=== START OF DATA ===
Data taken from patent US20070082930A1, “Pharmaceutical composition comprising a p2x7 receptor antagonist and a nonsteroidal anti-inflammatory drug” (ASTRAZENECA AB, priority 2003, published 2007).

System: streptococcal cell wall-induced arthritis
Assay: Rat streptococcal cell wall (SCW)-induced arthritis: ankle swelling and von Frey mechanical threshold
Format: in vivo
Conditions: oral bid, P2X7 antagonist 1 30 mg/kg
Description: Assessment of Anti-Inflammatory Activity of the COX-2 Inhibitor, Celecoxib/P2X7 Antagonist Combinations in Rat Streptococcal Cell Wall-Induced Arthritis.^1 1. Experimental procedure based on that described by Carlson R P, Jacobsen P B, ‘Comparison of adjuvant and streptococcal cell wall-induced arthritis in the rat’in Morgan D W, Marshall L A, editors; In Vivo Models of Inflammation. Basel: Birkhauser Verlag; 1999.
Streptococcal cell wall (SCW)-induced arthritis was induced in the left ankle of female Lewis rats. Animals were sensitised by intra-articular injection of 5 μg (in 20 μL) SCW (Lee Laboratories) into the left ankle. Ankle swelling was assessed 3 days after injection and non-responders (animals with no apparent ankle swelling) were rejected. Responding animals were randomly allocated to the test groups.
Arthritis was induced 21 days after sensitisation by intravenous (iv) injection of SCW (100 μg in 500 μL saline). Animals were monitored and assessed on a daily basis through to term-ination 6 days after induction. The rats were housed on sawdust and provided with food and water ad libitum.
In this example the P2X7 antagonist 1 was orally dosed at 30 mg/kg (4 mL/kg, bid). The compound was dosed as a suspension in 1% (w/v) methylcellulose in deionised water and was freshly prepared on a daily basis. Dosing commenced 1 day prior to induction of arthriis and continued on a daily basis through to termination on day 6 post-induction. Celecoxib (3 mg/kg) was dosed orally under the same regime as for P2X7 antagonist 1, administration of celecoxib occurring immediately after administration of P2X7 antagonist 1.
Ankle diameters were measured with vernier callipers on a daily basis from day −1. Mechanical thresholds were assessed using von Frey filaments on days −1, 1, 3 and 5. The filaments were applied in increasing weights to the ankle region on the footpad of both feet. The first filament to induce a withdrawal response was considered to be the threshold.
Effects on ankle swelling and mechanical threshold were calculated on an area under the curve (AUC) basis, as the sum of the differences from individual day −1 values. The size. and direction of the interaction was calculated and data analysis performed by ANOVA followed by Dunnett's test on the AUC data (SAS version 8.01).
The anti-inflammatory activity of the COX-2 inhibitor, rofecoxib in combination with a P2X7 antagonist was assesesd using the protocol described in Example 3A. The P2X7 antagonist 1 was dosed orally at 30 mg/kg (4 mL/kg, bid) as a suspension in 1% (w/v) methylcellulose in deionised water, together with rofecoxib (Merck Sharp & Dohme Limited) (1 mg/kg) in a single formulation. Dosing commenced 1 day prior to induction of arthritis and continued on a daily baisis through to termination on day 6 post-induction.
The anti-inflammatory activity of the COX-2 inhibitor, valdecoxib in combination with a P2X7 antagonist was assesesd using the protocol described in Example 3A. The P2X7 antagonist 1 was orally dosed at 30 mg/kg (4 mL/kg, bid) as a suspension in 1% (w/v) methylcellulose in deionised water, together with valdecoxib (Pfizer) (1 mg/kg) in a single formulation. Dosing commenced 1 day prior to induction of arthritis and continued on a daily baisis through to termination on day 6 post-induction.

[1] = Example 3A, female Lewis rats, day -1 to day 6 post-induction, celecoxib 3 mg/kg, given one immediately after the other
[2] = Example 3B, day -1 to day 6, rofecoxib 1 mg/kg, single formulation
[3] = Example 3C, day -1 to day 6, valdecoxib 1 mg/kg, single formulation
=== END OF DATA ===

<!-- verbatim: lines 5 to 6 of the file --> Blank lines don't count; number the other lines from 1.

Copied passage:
Conditions: oral bid, P2X7 antagonist 1 30 mg/kg
Description: Assessment of Anti-Inflammatory Activity of the COX-2 Inhibitor, Celecoxib/P2X7 Antagonist Combinations in Rat Streptococcal Cell Wall-Induced Arthritis.^1 1. Experimental procedure based on that described by Carlson R P, Jacobsen P B, ‘Comparison of adjuvant and streptococcal cell wall-induced arthritis in the rat’in Morgan D W, Marshall L A, editors; In Vivo Models of Inflammation. Basel: Birkhauser Verlag; 1999.